For most people, 14 February is a day for love, romance and celebrations.
For Betty Uber, the day in 1948 was arguably the one that elevated her status – she went from being a great to an immortal.
Twenty-two years on from the first of her 37 outings for England, Uber became the earliest shuttler in recorded history to win 50 consecutive international matches.
That incredible moment was immortalised in print by The Badminton Gazette.
An excerpt from the March 1948 edition of the renowned magazine reads:
“On Saturday, February 14th at the Hull and East land v. Scotland match a record was set up which badminton, but also in any other game throughout the whole world. On that day, Mrs. H. S. Uber won her 50th consecutive match in international fixtures. It was her 27th appearance for England, and she has never been beaten in singles, doubles or mixed on any one.”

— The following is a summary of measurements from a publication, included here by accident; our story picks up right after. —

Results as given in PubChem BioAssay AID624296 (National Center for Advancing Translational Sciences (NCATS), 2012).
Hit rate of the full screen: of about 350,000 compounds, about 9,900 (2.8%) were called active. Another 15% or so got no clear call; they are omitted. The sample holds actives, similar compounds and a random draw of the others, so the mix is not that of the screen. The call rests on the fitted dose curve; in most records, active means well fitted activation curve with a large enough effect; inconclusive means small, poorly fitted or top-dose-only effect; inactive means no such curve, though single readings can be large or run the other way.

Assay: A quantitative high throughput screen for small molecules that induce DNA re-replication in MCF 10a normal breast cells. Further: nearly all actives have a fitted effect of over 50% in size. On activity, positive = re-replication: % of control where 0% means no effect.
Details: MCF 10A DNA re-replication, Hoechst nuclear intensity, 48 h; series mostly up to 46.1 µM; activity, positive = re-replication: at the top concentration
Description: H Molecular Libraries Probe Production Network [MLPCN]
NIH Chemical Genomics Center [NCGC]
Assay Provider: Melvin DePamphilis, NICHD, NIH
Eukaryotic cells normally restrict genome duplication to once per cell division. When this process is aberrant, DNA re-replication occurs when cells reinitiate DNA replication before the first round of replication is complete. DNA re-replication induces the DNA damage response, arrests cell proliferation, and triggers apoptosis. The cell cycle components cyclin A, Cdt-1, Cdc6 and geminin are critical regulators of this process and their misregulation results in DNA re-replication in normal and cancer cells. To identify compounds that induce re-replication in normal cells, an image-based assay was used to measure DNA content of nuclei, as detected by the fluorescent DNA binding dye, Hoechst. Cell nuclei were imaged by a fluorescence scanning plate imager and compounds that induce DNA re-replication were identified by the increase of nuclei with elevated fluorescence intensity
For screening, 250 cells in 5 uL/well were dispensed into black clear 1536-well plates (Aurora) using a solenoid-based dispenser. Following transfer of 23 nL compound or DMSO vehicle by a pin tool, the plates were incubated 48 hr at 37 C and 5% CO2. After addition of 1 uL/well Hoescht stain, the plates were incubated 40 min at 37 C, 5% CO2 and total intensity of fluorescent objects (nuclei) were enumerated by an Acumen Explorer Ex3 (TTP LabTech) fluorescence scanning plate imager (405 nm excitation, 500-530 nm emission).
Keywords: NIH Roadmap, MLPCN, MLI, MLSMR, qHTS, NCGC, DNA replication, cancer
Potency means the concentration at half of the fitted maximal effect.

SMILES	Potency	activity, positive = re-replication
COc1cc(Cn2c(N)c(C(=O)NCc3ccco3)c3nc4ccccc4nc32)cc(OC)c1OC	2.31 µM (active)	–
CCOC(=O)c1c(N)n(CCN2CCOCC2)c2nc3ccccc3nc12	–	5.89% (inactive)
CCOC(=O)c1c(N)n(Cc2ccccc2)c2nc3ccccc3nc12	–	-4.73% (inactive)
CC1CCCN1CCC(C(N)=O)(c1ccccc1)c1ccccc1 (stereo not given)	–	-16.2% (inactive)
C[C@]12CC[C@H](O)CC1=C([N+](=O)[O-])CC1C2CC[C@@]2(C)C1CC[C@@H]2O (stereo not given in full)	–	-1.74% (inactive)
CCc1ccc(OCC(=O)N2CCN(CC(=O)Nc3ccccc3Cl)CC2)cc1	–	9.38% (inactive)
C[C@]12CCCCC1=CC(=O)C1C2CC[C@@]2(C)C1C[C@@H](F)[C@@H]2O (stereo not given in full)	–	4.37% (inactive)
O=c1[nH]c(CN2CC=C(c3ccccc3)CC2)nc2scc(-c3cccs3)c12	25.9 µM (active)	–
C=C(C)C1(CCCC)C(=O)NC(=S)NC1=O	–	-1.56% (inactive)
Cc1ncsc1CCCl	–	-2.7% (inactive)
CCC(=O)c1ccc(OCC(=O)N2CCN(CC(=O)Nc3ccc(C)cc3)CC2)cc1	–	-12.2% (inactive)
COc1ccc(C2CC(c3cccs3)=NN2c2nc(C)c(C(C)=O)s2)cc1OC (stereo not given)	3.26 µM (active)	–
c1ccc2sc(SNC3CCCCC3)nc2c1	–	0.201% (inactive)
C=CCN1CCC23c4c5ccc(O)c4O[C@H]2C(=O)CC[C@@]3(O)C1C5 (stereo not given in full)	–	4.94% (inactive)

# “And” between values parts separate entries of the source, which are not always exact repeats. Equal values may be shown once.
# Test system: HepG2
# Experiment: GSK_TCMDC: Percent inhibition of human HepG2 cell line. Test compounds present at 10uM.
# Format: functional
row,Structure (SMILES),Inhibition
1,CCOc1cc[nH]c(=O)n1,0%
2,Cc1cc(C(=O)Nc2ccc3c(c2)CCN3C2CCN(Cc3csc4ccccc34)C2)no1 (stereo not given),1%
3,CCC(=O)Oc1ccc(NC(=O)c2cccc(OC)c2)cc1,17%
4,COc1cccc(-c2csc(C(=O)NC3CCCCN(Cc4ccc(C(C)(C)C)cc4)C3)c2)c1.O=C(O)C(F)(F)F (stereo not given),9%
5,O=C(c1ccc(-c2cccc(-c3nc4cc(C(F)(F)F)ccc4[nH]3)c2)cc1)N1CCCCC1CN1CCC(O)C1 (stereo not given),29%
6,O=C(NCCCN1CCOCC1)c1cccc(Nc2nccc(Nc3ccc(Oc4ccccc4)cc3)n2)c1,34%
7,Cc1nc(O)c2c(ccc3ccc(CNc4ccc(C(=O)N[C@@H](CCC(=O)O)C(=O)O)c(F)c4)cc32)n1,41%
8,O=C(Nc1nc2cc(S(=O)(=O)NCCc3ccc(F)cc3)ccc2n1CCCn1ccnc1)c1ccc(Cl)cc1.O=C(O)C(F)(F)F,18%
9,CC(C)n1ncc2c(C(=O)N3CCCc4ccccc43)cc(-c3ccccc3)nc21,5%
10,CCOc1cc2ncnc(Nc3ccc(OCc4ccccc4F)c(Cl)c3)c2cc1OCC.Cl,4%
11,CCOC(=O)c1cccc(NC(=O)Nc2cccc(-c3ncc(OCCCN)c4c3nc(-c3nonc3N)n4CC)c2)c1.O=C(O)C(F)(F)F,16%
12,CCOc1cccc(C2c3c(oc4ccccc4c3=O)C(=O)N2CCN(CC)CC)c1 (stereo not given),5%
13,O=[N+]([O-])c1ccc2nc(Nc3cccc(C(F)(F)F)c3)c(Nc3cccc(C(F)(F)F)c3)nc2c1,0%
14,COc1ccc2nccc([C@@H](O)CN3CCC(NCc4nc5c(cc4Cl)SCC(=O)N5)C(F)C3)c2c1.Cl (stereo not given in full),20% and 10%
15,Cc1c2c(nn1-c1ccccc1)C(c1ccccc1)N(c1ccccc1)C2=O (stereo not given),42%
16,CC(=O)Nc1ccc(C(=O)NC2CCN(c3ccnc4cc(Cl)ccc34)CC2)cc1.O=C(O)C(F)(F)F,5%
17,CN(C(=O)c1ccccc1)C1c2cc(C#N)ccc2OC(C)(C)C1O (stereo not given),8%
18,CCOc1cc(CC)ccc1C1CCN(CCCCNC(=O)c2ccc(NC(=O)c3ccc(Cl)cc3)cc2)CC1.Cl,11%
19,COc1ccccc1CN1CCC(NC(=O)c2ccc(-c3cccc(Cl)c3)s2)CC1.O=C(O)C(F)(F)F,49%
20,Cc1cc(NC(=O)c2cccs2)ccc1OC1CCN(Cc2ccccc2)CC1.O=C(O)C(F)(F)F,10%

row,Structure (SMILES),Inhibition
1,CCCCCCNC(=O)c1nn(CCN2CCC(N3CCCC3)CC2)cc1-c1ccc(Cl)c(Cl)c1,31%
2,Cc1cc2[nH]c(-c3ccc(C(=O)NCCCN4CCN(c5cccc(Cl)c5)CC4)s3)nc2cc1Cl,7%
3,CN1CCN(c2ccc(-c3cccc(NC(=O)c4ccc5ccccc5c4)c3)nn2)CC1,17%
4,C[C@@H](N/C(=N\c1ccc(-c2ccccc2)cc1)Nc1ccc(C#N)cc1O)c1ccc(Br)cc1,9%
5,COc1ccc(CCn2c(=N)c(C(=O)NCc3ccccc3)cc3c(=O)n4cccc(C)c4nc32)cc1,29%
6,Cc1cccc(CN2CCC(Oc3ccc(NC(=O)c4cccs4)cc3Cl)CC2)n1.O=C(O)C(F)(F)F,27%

Remarkably, Uber – admired by the sporting community of that era for her longevity – was 43 years old when she accomplished the feat.
By then, she had already attained legendary status, having dominated the women’s game in the 1930s and won 13 All England titles in women’s singles, women’s doubles and mixed doubles, despite her career being halted for seven years by the Second World War.
She would go on to design and donate the trophy for the Uber Cup, or the Ladies’ International Championship as it was known when the inaugural edition took place in 1956-57.